Investors will overcome a rising wall of worry to push the S&P 500 beyond 4,800 by year-end, Fundstrat says

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  • The S&P 500 is set to jump beyond 4,800 by year-end as investors overcome a growing wall of worry, Fundstrat said.
  • Rising COVID-19 cases in the US and Europe, supply chain disruptions, and tanking consumer confidence represent worries for investors.
  • “Even as this wall of worry continues to mount, we believe this resolves in equity upside,” Fundstrat said.

Investors should expect more stock market gains into year-end even as concerns of rising COVID-19 cases, supply chain disruptions, and weak consumer confidence persists, Fundstrat’s Tom Lee said in a Monday note.

“Base case remains a strong rally into year-end taking the S&P 500 beyond 4,800,” Lee said, representing upside potential of at least 2% from current levels.

Lee believes the stock market will overcome concerns of rising COVID-19 cases in the US and Europe because hospitalizations remain well below prior peaks, in-part helped by rising vaccinations and the arrival of anti-viral medications from Merck and Pfizer.

Meanwhile, ongoing supply chain disruptions have hurt certain equity sectors and added to concerns of rising inflation, but signs suggest that the bottleneck of ships at ports is beginning to ease, lowering the risk of intensifying inflation, according to the note.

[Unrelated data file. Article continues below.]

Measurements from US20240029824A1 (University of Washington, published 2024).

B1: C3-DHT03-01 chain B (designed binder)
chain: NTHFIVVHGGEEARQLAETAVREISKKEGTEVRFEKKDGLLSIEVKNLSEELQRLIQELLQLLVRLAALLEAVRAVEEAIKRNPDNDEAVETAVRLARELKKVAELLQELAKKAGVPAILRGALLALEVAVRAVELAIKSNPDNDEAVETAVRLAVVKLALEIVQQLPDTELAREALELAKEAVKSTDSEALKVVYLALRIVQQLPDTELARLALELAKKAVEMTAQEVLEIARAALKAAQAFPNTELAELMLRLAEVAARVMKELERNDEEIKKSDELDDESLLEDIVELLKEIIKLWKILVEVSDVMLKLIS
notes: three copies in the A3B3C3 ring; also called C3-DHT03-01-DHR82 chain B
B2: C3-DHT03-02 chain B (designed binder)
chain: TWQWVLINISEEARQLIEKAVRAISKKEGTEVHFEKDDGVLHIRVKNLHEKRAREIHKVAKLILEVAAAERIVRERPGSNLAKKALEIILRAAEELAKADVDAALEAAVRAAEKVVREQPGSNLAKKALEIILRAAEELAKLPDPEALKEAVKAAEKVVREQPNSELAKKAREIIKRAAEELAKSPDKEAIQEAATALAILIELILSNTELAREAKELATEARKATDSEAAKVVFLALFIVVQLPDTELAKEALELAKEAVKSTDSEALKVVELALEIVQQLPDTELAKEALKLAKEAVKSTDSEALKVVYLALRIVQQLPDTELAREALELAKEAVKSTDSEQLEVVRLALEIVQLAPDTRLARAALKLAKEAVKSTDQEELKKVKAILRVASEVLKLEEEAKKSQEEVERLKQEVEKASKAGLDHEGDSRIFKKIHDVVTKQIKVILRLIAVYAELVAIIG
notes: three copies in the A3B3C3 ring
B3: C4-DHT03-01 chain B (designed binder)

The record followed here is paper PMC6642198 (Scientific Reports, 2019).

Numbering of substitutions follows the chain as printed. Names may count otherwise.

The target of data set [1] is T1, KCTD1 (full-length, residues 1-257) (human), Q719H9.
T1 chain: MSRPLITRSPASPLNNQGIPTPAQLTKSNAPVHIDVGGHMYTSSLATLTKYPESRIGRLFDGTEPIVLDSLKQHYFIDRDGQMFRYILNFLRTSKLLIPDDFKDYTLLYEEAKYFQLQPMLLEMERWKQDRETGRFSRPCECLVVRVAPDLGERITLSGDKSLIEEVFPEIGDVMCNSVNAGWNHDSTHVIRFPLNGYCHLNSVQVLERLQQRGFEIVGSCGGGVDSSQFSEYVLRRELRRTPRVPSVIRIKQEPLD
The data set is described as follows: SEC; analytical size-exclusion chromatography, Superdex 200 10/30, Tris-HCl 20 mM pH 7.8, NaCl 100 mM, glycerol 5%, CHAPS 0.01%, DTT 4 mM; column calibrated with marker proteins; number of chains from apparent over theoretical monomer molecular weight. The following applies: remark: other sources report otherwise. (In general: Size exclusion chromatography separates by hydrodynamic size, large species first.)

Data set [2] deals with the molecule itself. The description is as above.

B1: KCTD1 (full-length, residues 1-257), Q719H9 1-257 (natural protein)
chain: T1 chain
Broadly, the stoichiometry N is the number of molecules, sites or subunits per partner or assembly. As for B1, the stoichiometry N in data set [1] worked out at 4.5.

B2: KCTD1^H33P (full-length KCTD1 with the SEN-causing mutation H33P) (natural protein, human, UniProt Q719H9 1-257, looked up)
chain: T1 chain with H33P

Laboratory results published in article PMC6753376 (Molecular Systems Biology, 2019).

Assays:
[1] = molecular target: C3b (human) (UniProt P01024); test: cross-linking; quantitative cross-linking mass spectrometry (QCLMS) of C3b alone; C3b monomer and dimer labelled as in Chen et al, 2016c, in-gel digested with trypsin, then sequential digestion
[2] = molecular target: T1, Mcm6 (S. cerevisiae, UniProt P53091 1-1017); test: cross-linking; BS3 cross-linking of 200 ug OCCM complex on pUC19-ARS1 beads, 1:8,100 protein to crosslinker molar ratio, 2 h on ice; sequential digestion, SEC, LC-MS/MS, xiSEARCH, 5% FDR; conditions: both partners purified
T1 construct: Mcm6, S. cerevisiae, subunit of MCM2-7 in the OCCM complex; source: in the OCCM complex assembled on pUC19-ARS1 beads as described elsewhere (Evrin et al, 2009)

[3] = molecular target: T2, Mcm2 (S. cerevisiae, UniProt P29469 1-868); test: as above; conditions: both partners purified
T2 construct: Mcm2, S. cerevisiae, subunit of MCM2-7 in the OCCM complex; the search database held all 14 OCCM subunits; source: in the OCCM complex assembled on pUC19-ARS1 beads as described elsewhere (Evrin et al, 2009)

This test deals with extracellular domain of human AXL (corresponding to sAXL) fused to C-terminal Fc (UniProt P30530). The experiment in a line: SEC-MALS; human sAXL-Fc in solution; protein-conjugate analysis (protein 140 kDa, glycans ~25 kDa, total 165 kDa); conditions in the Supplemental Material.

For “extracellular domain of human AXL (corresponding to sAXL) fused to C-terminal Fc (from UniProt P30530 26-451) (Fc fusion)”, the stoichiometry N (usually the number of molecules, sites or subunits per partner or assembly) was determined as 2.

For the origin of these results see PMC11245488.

Perhaps the biggest disconnect between the strengthening economy and record stock market highs is the sizable drop in consumer confidence, which hit its lowest level since 2011 this month. 

“Falling consumer confidence poses near-term risk for consumer spending, and potentially highlights a larger issue for the economy,” Lee said, adding that rising inflation and political views are the main reasons behind the marked drop.

But low levels of consumer confidence have historically been a great sign for the forward returns of stocks, signalling that there may be more upside ahead for the market.

Whenever consumer confidence falls below 74, consumer discretionary stocks return 21% to 30% over the next 12 months with a win-ratio of 88% or higher, according to Lee. Consumer confidence fell to 66.8 in the preliminary November report.

“Even as this wall of worry continues to mount, we believe this resolves in equity upside,” Lee concluded.